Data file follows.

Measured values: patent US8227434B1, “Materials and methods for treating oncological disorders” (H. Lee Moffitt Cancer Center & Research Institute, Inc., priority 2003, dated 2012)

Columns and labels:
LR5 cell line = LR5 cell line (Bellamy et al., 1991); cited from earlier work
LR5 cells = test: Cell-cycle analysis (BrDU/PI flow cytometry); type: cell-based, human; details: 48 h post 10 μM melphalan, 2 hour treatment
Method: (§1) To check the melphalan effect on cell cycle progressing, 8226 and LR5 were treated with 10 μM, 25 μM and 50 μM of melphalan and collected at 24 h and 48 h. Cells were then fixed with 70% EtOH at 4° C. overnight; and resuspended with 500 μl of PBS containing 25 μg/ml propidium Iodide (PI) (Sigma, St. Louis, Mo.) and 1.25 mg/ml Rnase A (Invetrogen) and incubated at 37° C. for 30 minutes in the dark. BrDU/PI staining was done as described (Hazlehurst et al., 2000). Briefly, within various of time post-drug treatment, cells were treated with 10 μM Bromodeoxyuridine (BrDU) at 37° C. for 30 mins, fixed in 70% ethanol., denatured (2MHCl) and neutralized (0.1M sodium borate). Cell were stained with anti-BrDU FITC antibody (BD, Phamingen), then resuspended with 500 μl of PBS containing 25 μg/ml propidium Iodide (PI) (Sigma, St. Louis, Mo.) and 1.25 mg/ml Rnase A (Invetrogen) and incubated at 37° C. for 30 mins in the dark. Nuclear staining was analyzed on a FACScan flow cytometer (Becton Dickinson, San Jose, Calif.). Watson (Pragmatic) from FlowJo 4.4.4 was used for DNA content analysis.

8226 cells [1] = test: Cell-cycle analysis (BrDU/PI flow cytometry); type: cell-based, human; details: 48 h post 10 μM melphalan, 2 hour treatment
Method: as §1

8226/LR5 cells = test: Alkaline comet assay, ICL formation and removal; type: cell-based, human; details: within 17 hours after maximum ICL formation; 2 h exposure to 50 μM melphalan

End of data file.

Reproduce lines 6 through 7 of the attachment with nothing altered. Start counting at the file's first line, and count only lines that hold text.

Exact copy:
8226 cells [1] = test: Cell-cycle analysis (BrDU/PI flow cytometry); type: cell-based, human; details: 48 h post 10 μM melphalan, 2 hour treatment
Method: as §1